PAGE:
Restoration of Sentinel 10165 Joan
Maud and Joan at Panteg in 1974
Joan vandalised and abandoned in the undergrowth at the end of a siding on the Dean Forest Railway, 2002. Photo credit Colin Girle
Joan at the former Long Marston MOD depot in 2005, destined for use as spares before being scrapped. Thankfully we saved her from this fate but sister loco Maud behind was sadly not so lucky. Photo credit Colin Girle
11 year restoration of Joan nearing completion in the shed. Work on the final parts - cab doors and sliding engine bonnet panels - is underway, some of the lining is done and all the badges are away being chromed. Photo credit Colin Girle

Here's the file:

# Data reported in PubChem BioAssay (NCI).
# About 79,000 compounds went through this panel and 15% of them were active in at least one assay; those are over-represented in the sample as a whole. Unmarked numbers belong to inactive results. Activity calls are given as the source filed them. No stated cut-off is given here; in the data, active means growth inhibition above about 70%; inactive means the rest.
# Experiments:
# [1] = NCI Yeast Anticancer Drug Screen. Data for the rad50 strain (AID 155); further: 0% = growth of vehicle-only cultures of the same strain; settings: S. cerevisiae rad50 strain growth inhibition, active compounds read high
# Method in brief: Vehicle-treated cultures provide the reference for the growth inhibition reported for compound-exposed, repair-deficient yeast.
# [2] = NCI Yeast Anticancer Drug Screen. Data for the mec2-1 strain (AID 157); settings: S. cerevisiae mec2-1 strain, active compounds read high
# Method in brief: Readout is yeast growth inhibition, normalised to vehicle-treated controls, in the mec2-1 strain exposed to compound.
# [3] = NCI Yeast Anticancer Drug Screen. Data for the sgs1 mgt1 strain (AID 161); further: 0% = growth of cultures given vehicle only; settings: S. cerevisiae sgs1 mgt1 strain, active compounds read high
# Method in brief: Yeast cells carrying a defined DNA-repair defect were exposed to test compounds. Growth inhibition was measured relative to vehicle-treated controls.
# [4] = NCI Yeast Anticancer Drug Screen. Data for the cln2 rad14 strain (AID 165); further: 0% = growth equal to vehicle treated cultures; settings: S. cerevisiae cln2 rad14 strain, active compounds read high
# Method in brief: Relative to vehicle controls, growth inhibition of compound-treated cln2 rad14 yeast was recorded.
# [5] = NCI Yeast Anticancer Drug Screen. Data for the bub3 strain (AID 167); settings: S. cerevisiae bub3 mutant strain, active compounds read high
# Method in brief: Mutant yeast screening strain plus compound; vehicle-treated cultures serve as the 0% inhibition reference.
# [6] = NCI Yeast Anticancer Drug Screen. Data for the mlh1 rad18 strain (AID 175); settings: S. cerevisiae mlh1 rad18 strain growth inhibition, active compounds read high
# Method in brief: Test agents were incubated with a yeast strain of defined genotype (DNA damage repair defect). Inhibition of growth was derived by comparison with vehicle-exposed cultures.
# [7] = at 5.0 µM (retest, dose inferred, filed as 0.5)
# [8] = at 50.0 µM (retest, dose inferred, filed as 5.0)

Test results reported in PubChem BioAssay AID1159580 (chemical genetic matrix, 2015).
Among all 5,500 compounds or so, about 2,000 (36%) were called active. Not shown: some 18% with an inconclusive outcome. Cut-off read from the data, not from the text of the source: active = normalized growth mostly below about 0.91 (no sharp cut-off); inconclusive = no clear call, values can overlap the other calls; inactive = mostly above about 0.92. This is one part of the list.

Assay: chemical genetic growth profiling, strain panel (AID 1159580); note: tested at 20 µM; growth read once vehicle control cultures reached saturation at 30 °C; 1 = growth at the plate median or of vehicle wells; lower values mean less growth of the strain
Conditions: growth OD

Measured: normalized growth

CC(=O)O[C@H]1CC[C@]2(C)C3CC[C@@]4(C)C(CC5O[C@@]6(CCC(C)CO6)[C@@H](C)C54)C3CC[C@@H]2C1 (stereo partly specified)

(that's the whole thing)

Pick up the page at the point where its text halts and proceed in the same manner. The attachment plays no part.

Just three years after being purchased for preservation at the Dean Forest Railway, Joan became disused and for thirteen years lay vandalised and derelict at various sites around the railway and later at the former MOD site at Long Marston. Although now in poor condition she was still complete, in totally original condition and looked basically sound. After a thorough inspection she was purchased and moved to Cranmore in November 2005. Joans long road to recovery began with the power unit. After many years lying dormant, the Rolls-Royce C8 engine was carefully checked over but would not turn. The fault was traced to the supercharger and after fitting a replacement, the engine was successfully started up and ran surprisingly well. However a noise from the transmission indicated all was not well here. The unit was removed from the engine and a seized spigot bearing found, quite possibly the reason she was sidelined at the DFR in the first place. This was actually a relatively simple fix and with a new bearing in place, the transmission was fitted back to the engine and test run with no further problems. Next the badly damaged front and rear buffers were replaced with ones we salvaged and refurbished from scrapped sister loco Maud. Many other parts were also saved from this loco. Work on Joan continued intermittently while restoration of Sentinel Cattewater, Hudswell Clarke loco No.45, and the construction of our shed all intervened . In between times work progressed on the frames, brake rigging, springs, control desk, radiator, rear buffers, drawhooks, vacuum brake, fuel and air systems. As things developed, all the bodywork had to be removed to attend to numerous broken bolts which should have attached the floor, side skirts, steps and ballast weight. Some of these had broken due to corrosion jacking the plates apart but many were due to the battering she took working at Panteg. The result meant stripping the loco down to just the frames and wheels. The power unit was also removed to replace a broken engine mount. All of this was attended to, the bodywork de-rusted and repaired where necessary, painted with primer then reassembled on the loco. And so the restoration moved steadily on . In November 2013 a milestone was reached after 6 years the engine, exhaust, intake filter and fuel system were all in and connected again and the engine successfully started up. By the following February the control desk was rebuilt and the loco was able to move under her own power for the first time in over 20 years. Work continued in the cab to rebuild the control locker and battery boxes, and to repaint the cab interior and control desk. We then fitted the cab glazing, rebuilt and fitted the two wingplates and completely re-wired the electrical system. By late summer 2016 work began in earnest on the paintwork, and restoration of the final panels the cab doors and sliding engine casings. Many small jobs remain to be done but the end is finally in sight with completion by the end of 2016. Joans hard industrial life at Panteg and the subsequent years lying derelict, have meant almost every aspect of the loco has received attention. What began as a normal restoration has developed into a painstaking and detailed rebuild to original condition, bringing what was once an absolute wreck back to her former glory.